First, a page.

Excerpts from U.S-China Strategic and Economic Dialogue on Human Rights

U.S. Department of State - Washington, D.C.


Vice President Joe Biden: “History shows that prosperity is greatest when governments allow not just the free exchange of goods but the free exchange of ideas, that innovation, which thrives in open economies and societies, thrives in open economies and societies. That is – that’s the currency of the 21st century success, that in the long run greater openness, transparency, respect for universal rights, actually is a source of national and international stability.”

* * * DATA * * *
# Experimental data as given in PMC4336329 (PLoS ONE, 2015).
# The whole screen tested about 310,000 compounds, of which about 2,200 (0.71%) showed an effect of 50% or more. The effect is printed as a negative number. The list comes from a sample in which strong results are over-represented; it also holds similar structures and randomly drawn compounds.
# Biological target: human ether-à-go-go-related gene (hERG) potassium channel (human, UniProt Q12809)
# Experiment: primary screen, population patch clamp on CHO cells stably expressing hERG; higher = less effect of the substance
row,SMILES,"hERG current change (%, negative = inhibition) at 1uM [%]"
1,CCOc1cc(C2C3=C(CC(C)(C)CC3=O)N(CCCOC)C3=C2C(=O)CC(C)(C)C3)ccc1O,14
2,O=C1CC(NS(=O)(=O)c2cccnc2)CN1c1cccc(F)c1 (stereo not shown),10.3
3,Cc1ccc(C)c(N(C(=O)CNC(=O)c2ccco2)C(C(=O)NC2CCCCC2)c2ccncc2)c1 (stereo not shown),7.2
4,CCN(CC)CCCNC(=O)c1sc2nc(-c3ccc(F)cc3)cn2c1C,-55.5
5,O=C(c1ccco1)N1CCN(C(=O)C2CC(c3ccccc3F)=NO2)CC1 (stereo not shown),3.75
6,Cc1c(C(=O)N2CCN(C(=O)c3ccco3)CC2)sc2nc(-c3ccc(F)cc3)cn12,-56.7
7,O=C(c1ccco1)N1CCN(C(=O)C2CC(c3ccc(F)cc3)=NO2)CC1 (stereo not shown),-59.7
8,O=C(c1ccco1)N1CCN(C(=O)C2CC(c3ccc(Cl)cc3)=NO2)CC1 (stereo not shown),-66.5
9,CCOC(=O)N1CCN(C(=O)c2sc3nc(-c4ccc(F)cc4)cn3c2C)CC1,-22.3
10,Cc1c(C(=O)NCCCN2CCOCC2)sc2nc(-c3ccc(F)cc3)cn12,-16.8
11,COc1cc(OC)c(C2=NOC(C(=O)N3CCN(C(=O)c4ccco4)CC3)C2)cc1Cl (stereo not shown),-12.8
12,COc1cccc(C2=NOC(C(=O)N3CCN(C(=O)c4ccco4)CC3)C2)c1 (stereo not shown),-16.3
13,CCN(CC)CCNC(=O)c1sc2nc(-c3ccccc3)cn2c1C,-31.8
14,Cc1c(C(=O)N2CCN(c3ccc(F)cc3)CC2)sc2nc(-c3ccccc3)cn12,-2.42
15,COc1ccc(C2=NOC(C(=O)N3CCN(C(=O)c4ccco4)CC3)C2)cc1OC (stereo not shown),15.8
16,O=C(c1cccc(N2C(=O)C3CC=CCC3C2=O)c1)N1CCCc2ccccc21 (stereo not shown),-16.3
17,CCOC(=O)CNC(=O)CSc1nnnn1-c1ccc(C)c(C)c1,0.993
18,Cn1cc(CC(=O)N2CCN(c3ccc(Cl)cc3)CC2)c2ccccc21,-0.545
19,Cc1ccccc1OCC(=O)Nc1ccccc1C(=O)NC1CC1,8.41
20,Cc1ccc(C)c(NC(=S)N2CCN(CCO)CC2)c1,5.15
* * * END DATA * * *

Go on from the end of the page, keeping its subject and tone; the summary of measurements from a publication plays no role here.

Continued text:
“As I’ve said before, I believe that China – presumptuous of me – but will be stronger and more stable and more innovative if it represents and respects international human rights norms. But there are differences that we have. We also have significant challenges – strategic challenges to discuss. Together we need to be addressing the longstanding disagreements and, when sensitive issues arise, work hard not to create new ones.”

Deputy Secretary of State William J. Burns: “During the course of the dialogue, we also expressed our ongoing concerns about human rights in China, particularly recent instability in Tibetan and Uighur areas of China. The goal of this conversation is to emphasize the importance of human rights to the bilateral relationship. We firmly believe that respect for universal rights and fundamental freedoms will make China more peaceful, more prosperous, and ultimately more secure.”

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